One of the problems involved in translating verses 32-33 is the temporal sequence of events. First, there is the statement that John saw the Spirit coming down like a dove from heaven and staying on Jesus. Then there is the statement from God saying that John the Baptist would see the Spirit come down and stay on a particular person, as a sign that this individual would baptize with the Holy Spirit. Finally, in verse 34, John the Baptist states that he has seen this event and therefore can declare that such a person is the Son of God. From this rather confusing sequence, it is difficult to determine whether God spoke to John the Baptist concerning the sign before or after he actually saw the Spirit descend. Therefore, it may be necessary to restructure the order of material in verses 32-33 to read as follows: “This is the way John described what happened: I did not know who this one would be, but God, who sent me to baptize with water, said to me, ‘You will see the Holy Spirit come down and stay on a man; he is the one who baptizes with the Spirit.’ And I did see the Spirit come down like a dove from heaven and stay on him”; or, to translate verse 32 as the Good News Translation has done, and begin verse 33 as “Previously I did not know who he would be, but God….” But for a language such as English the sequence can be made clear by the use of a pluperfect tense: “I did not know him, but God … had said to me….”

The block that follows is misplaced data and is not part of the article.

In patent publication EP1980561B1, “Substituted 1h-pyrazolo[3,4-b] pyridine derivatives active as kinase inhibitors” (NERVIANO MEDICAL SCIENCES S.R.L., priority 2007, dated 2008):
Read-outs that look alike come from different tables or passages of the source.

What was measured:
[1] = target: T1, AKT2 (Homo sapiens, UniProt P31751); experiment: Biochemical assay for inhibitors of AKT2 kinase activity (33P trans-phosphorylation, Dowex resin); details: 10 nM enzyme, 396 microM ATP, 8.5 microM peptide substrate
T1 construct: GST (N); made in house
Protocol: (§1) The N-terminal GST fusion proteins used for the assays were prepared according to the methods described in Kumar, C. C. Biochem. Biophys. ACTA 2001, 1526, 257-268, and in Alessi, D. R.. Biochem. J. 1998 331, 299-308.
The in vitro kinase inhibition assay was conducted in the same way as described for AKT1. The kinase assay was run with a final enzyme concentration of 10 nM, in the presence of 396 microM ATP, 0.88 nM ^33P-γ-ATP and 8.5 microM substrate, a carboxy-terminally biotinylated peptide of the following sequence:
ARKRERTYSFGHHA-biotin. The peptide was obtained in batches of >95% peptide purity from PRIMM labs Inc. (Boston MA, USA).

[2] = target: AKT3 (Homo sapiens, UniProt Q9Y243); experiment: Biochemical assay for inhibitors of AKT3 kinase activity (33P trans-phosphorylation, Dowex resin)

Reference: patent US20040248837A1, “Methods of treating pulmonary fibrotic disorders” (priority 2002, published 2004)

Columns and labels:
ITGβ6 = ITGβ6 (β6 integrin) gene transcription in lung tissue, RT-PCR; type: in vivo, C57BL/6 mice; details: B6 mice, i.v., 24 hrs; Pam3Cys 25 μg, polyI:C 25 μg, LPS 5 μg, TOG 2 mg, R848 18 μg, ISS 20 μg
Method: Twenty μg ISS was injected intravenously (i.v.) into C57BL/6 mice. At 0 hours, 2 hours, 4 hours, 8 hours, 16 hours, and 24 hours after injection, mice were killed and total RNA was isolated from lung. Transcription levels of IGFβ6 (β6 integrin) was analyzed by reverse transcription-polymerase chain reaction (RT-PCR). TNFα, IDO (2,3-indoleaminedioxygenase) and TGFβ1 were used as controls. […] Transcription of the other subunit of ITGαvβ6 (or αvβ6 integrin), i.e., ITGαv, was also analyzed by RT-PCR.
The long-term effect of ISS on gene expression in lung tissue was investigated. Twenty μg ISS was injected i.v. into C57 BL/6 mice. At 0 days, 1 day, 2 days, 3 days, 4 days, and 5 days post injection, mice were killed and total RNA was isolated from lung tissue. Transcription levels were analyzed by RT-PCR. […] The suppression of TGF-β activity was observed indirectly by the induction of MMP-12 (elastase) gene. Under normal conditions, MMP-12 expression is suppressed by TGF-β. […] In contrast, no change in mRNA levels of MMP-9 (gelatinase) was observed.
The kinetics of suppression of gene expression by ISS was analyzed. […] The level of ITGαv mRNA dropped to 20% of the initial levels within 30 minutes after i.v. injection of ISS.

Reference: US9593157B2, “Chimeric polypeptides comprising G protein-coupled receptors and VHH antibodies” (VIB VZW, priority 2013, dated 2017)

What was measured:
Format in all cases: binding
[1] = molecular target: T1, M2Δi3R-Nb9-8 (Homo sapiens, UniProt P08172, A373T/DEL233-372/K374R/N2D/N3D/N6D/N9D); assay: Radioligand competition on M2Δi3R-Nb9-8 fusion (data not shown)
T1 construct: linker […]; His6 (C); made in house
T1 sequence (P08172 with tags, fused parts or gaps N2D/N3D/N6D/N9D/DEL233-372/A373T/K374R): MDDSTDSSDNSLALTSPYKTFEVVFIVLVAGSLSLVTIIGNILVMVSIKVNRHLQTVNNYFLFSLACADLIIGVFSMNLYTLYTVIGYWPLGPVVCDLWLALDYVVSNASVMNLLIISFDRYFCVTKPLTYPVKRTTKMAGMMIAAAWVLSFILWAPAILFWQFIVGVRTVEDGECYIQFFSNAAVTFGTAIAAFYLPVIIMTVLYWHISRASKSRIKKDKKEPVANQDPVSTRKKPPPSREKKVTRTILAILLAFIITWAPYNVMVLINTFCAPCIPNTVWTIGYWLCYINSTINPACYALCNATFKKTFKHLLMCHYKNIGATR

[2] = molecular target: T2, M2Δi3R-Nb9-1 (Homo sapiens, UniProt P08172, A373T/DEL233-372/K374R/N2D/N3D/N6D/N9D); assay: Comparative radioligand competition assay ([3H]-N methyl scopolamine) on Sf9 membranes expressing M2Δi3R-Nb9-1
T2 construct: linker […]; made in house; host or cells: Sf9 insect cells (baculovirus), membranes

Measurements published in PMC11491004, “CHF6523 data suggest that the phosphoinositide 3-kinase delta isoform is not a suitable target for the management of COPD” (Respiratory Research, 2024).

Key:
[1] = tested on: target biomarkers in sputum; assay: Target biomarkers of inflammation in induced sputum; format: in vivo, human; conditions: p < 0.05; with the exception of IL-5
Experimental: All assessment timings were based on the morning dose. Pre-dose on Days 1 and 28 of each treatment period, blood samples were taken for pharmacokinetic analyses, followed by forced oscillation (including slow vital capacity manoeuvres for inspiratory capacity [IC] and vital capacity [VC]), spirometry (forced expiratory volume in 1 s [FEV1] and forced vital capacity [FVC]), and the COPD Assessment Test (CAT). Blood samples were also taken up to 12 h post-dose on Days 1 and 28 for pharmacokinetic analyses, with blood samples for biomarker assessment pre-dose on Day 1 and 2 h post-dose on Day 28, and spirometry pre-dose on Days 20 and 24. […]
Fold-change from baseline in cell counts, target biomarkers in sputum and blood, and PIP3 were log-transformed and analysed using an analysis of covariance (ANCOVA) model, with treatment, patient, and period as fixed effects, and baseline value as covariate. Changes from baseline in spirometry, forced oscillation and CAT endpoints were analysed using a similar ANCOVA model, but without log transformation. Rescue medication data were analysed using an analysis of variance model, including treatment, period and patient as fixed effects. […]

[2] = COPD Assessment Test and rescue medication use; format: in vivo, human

Quoted with permission from Newman, Barclay M. and Nida, Eugene A. A Handbook on the Gospel of John. (UBS Handbook Series). New York: UBS, 1980. For this and other handbooks for translators see here .

Translation commentary on John 2:13

It was almost time for the Passover Festival is literally “and the Passover of the Jews was near.” Good News Translation qualifies the Passover as a Festival in order to make this information immediately explicit for its readers, who otherwise might not have a background for understanding the term. It was customary for Jews to go to Jerusalem to celebrate Passover. John mentions this festival in two other places in his Gospel (6.4; 11.55; and possibly it is intended in 5.1). It is interesting to note that in 6.4 John himself qualifies the Passover as “the feast of the Jews.” The Passover Festival took place on Nisan 14 (around April 1). It celebrated the deliverance of the Israelites from slavery in Egypt (see especially Exo 12.1-27; Deut 16 1-8).